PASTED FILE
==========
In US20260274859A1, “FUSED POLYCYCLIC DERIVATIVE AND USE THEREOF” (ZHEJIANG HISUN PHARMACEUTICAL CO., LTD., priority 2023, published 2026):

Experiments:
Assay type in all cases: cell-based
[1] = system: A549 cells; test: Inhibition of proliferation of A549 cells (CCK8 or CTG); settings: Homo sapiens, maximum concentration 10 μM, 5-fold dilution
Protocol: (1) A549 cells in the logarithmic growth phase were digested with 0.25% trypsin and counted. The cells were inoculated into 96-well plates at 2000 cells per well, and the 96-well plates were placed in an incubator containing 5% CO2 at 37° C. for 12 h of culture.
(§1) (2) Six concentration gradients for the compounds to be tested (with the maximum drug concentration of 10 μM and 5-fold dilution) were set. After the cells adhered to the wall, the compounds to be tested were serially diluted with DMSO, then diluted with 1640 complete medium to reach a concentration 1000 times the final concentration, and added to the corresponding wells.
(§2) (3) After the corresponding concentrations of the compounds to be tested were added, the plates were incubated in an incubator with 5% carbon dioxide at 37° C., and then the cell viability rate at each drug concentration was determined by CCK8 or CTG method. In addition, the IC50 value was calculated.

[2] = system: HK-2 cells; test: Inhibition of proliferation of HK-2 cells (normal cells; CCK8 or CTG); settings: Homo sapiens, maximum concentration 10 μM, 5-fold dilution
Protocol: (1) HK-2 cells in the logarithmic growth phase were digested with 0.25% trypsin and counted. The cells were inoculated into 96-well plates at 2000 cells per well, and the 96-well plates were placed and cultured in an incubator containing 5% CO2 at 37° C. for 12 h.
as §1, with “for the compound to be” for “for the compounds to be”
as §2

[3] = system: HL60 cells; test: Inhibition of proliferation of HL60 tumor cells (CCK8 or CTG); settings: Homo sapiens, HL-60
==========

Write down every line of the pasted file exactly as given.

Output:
In US20260274859A1, “FUSED POLYCYCLIC DERIVATIVE AND USE THEREOF” (ZHEJIANG HISUN PHARMACEUTICAL CO., LTD., priority 2023, published 2026):

Experiments:
Assay type in all cases: cell-based
[1] = system: A549 cells; test: Inhibition of proliferation of A549 cells (CCK8 or CTG); settings: Homo sapiens, maximum concentration 10 μM, 5-fold dilution
Protocol: (1) A549 cells in the logarithmic growth phase were digested with 0.25% trypsin and counted. The cells were inoculated into 96-well plates at 2000 cells per well, and the 96-well plates were placed in an incubator containing 5% CO2 at 37° C. for 12 h of culture.
(§1) (2) Six concentration gradients for the compounds to be tested (with the maximum drug concentration of 10 μM and 5-fold dilution) were set. After the cells adhered to the wall, the compounds to be tested were serially diluted with DMSO, then diluted with 1640 complete medium to reach a concentration 1000 times the final concentration, and added to the corresponding wells.
(§2) (3) After the corresponding concentrations of the compounds to be tested were added, the plates were incubated in an incubator with 5% carbon dioxide at 37° C., and then the cell viability rate at each drug concentration was determined by CCK8 or CTG method. In addition, the IC50 value was calculated.

[2] = system: HK-2 cells; test: Inhibition of proliferation of HK-2 cells (normal cells; CCK8 or CTG); settings: Homo sapiens, maximum concentration 10 μM, 5-fold dilution
Protocol: (1) HK-2 cells in the logarithmic growth phase were digested with 0.25% trypsin and counted. The cells were inoculated into 96-well plates at 2000 cells per well, and the 96-well plates were placed and cultured in an incubator containing 5% CO2 at 37° C. for 12 h.
as §1, with “for the compound to be” for “for the compounds to be”
as §2

[3] = system: HL60 cells; test: Inhibition of proliferation of HL60 tumor cells (CCK8 or CTG); settings: Homo sapiens, HL-60